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What really made me yearn for home, after over a decade, was when I went to a shop for fags at christmas. The woman called me 'love' and helped me when I couldnt find something. In 10 years down south no one has ever called me love.

There was a thread on Sheffield Forum started by a lady who found this a bit disconcerting. Having moved to Sheffield from the south, she wasn't used to being called "love" or "duck".

Saw the programme but thought it a bit simplistic to think of this as a north/south divide. Some of the worst areas of poverty are in London and if you want to see some real afluence take a drive round the posh bits of Harrogate/Leeds, Cheshire/South Manchester and even some bits of Newcastle.

Nick Clegg's Sheffield constituency, Hallam, is one of the wealthiest in the country (4th or 5th, depending on the table you read). I was a wee bit surprised TBH.

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The woman called me 'love' and helped me when I couldnt find something.

robin_askwith.JPG

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Saw the programme but thought it a bit simplistic to think of this as a north/south divide. Some of the worst areas of poverty are in London and if you want to see some real afluence take a drive round the posh bits of Harrogate/Leeds, Cheshire/South Manchester and even some bits of Newcastle.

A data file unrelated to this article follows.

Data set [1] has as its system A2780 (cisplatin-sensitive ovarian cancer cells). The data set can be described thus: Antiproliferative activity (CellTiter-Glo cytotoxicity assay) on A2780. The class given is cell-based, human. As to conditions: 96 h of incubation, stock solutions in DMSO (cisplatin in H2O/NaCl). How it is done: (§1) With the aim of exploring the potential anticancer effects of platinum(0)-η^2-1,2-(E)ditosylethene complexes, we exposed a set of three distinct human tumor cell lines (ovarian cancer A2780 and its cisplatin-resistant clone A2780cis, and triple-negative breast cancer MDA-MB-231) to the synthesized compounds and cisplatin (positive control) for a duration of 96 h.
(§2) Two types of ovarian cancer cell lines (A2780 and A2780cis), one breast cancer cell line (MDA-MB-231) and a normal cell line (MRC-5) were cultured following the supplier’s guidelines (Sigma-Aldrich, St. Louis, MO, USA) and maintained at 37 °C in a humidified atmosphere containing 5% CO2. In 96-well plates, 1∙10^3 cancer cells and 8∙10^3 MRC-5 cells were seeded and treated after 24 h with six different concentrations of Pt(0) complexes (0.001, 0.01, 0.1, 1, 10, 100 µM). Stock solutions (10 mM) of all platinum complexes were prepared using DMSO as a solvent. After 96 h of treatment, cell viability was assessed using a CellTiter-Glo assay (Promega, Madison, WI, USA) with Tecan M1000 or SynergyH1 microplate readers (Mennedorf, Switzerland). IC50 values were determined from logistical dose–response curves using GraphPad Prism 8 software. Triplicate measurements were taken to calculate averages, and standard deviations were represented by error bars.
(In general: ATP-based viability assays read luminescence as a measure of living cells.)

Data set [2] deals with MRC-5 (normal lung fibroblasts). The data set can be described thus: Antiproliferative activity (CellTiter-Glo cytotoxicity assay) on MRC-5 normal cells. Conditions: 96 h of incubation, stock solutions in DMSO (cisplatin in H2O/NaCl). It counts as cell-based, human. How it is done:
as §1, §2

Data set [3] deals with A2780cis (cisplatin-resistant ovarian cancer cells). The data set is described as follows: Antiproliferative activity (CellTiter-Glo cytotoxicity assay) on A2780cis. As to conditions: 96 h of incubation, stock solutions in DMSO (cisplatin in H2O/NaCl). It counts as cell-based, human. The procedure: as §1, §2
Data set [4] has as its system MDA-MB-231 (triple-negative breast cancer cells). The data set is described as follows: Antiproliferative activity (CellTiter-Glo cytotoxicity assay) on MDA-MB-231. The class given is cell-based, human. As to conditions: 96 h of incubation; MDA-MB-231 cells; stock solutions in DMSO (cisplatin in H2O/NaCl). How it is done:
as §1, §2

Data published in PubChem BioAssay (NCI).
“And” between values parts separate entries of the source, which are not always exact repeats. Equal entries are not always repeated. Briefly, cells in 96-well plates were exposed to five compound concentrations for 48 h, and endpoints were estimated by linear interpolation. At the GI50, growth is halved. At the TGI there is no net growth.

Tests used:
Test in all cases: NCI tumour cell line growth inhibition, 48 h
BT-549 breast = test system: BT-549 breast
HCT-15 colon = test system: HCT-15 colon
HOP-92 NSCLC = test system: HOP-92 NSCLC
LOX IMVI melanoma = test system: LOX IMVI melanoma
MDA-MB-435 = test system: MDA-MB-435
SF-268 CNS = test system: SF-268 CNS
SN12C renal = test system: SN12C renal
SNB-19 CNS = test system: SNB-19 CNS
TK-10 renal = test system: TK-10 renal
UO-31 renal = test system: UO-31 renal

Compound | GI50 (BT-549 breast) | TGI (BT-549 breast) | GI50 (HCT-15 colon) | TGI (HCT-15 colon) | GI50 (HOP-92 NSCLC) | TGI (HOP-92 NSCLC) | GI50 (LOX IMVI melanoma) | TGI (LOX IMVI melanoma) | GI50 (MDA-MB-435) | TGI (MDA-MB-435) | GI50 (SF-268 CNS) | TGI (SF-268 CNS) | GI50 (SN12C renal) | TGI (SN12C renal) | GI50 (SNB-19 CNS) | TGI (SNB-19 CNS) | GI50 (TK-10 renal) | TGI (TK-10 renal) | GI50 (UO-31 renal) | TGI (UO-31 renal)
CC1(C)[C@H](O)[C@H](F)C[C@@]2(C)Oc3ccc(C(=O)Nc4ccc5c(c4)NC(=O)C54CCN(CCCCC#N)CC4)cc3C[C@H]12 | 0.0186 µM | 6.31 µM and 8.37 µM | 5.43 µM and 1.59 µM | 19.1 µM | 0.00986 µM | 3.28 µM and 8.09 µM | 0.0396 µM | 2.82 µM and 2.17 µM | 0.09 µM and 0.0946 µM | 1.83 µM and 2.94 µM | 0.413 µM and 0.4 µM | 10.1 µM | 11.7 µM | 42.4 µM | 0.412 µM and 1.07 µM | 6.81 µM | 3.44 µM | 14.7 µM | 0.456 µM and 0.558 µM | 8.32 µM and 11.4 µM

It's hardly a North/South divide, more a rich/poor divide in pockets of various sizes all over the country - OK there are probably more & larger "poor" pockets in the Northern regions and vice-versa in the home counties.

The look on that womans face (the one that lived in the Cotswolds village) when it was suggested she lived in "the North"! Brilliant, just like she'd stepped in a Dirty Fido with bare feet.

I largely agree with this.

When the media want to portray a clichéd view of the north, they mention places like Hull, Moss Side, Middlesbrough and cue the pan shot of rows upon rows of back to backs.

They seem to ignore places like York, Corbridge or Harrogate for some reason.

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  • 284 Brexit, House prices and Summer 2020

    1. 1. Including the effects Brexit, where do you think average UK house prices will be relative to now in June 2020?


      • down 5% +
      • down 2.5%
      • Even
      • up 2.5%
      • up 5%